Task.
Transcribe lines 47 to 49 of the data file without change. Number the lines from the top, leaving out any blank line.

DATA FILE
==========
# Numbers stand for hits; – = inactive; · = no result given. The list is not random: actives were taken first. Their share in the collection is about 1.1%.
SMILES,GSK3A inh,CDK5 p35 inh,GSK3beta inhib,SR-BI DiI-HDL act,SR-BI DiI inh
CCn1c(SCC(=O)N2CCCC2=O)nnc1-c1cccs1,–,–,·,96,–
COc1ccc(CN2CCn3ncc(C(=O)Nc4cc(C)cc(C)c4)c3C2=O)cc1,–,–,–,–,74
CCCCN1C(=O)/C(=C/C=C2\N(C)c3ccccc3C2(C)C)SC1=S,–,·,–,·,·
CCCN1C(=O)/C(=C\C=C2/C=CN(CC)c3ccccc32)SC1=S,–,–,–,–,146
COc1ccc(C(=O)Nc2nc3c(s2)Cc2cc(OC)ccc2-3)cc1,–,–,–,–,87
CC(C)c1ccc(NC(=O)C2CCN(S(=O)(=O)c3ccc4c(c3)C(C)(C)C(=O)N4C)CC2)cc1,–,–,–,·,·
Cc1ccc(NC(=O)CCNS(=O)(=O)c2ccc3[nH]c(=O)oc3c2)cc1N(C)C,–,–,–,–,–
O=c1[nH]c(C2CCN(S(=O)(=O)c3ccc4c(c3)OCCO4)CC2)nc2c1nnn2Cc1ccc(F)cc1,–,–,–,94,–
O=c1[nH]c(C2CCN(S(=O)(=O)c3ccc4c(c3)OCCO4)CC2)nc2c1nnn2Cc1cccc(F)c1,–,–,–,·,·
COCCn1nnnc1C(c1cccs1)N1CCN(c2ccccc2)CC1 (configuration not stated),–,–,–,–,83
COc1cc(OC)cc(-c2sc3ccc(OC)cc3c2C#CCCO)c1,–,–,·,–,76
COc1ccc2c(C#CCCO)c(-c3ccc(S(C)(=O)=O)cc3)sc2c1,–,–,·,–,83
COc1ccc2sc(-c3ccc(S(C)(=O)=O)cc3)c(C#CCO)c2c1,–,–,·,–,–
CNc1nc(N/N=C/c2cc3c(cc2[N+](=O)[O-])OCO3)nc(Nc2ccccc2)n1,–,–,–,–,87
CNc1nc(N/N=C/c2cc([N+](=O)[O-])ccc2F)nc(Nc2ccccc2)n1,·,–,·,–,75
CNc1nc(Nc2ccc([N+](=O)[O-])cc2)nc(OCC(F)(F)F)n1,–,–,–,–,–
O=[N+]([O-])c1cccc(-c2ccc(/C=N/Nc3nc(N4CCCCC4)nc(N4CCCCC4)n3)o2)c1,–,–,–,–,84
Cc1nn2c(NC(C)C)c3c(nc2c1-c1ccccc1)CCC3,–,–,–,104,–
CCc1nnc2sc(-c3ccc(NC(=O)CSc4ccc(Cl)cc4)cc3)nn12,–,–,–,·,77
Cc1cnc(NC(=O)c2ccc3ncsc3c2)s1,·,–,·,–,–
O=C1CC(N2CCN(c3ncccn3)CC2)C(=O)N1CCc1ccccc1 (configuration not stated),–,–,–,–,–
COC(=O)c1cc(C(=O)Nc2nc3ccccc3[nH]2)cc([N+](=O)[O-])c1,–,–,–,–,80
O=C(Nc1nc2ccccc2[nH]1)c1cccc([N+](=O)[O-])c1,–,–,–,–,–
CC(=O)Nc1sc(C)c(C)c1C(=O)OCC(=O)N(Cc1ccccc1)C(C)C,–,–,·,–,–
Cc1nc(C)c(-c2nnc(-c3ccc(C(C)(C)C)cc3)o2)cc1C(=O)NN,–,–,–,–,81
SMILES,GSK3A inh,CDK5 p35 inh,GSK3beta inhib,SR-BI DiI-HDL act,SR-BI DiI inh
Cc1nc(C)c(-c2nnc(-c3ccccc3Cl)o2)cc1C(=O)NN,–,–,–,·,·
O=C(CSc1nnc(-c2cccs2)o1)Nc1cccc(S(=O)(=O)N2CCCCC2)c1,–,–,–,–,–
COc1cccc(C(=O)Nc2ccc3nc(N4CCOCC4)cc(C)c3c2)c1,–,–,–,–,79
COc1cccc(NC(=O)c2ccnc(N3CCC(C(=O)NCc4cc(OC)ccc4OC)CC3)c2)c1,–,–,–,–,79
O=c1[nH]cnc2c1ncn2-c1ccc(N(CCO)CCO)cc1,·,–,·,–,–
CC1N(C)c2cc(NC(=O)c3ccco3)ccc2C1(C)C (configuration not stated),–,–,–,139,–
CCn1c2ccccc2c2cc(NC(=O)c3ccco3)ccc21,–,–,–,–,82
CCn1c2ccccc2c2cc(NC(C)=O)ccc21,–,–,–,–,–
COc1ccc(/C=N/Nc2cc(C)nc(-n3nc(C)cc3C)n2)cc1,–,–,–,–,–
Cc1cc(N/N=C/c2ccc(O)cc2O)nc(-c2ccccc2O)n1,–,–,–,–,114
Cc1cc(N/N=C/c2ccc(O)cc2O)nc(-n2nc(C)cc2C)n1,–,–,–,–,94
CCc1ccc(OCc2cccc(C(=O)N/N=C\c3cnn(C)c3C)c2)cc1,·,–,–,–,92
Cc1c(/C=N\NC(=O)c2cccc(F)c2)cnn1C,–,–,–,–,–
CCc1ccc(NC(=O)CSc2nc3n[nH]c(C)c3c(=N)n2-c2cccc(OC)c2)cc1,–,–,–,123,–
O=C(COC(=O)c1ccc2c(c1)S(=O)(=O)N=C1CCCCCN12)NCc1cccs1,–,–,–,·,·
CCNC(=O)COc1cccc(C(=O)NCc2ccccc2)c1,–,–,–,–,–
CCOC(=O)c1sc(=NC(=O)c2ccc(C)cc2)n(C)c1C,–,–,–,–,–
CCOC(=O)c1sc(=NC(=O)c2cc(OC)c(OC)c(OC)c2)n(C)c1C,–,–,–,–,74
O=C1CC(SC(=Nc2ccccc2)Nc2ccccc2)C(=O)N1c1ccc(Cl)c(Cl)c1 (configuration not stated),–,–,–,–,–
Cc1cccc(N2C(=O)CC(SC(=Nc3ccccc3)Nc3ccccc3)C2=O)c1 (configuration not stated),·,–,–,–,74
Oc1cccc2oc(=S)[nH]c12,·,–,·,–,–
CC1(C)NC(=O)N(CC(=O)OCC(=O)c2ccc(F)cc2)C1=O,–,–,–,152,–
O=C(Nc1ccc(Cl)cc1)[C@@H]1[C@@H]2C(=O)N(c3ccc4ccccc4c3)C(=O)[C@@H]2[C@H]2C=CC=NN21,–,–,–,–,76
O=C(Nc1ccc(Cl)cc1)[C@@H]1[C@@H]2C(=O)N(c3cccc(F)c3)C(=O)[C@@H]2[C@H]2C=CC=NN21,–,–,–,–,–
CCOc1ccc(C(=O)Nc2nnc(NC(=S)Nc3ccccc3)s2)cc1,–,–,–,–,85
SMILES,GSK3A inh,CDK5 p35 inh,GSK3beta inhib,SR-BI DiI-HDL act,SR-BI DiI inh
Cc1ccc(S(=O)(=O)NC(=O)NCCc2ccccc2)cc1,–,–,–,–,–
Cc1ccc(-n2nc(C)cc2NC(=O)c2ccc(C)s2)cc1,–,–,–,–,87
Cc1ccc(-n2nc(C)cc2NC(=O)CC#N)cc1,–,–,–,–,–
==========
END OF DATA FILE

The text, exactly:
O=C1CC(SC(=Nc2ccccc2)Nc2ccccc2)C(=O)N1c1ccc(Cl)c(Cl)c1 (configuration not stated),–,–,–,–,–
Cc1cccc(N2C(=O)CC(SC(=Nc3ccccc3)Nc3ccccc3)C2=O)c1 (configuration not stated),·,–,–,–,74
Oc1cccc2oc(=S)[nH]c12,·,–,·,–,–